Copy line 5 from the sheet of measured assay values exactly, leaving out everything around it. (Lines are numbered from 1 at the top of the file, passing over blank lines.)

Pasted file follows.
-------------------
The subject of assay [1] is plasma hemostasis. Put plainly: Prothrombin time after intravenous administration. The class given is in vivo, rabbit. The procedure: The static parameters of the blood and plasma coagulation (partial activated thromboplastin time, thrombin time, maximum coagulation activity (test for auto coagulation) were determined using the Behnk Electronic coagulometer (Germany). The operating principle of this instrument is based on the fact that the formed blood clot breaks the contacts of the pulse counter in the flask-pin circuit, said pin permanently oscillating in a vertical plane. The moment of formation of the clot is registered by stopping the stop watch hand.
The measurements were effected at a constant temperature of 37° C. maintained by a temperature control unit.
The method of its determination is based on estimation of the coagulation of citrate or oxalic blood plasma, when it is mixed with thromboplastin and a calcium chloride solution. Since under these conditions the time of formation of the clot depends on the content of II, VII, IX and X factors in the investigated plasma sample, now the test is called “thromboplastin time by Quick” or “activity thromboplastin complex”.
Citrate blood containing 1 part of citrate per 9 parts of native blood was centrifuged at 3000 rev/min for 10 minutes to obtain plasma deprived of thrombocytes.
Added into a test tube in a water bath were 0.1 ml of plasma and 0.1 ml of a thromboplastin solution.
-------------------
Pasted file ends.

Added into a test tube in a water bath were 0.1 ml of plasma and 0.1 ml of a thromboplastin solution.